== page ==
Currently hydropower provides 16.4% of the world’s electricity and is used in both developed and developing countries around the globe.
A number of countries rely on hydroelectricity for 90% of their power including Norway, Canada and Brazil and once installed hydropower plants have a lifespan of around 100 years.
Few businesses have the luxury of being able to make use of water power to generate electricity and lower their bills – although Derby City Council’s main council building, located next to the River Derwent, is using the electricity generated from a hydroelectric power unit to lower their electricity bills.
The easiest way to reduce your fixed business costs is to compare prices using a comparison service such as SwitchMyBusiness.com: we have already helped thousands of UK businesses save up to 70% on their energy bills. For a quick quote simply complete the form to the top right of this page or call 0800 411 8830.
Lorraine was fabulous
"Lorraine was fabulous, so helpful and professional. The team are dedicated, not pushy and it makes a refreshing change to speak with a company who actually want to help and make a real difference. Our business saved over £3000.00 per year moving from British gas so over the 3 years fixed was £9.5k … massive saving! Thank you and we wish you all the best!"This review was posted by Kendall Burton on the 23rd of October 2018
Mark Weeks and the rest of the team…
"Mark Weeks and the rest of the team were helpful and efficient, our switch has gone through smoothly. The deal was great too."This review was posted by Satinder on the 23rd of October 2018
Lorraine - Excellent experience dealing with you!
"I have been talking to Lorraine over the last couple of weeks about switching our gas/electric supplies. Lorraine was more than keen to help and went to a lot of trouble researching the best prices on the market for us. These were all confirmed by emails which allowed me to compare with our current supplier in a clear way. Ultimately our current supplier made an offer we felt was comparable to the best Lorraine had found and we decided to stay with them (B.Gas) but I am very grateful for all of the help she gave me - for no result as it happens. A pleasure dealing with you Lorraine!"This review was posted by Richard Weekley on the 22nd of October 2018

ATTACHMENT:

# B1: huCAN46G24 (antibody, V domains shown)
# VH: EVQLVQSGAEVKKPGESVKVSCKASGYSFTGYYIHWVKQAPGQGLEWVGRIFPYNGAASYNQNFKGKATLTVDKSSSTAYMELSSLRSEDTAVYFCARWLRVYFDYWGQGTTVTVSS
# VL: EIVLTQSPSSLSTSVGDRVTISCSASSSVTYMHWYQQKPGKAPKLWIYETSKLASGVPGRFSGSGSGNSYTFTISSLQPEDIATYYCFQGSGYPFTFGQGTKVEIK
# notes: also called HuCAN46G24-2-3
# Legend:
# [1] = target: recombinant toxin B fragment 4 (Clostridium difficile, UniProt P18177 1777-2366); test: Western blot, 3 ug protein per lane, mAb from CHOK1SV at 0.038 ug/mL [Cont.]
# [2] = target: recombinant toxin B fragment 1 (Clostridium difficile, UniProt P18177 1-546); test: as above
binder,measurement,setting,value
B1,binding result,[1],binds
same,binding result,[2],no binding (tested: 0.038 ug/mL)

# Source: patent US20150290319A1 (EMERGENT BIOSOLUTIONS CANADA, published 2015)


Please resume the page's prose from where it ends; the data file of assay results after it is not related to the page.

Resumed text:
Honest brokers who will actually save you money!
"I dealt with a gentleman called Mark Weeks. He was extremely efficient, helpful and humerous. He saved me 6 pence per/k/hr, quite the saving when your annual bill is over £12,000. I will be using this service again for my water bill!"This review was posted by EDWARD Wickman on the 22nd of October 2018
Cheryl Sreenan delivered excellent…
"Cheryl Sreenan delivered excellent customer service, professional and polite but very natural with it - it's great to deal with someone who knows their job and cares about their customers. Great savings too and a quick switch which is always good. Will be looking to switch other businesses when they are out of contract."This review was posted by Jackie Reeves on the 22nd of October 2018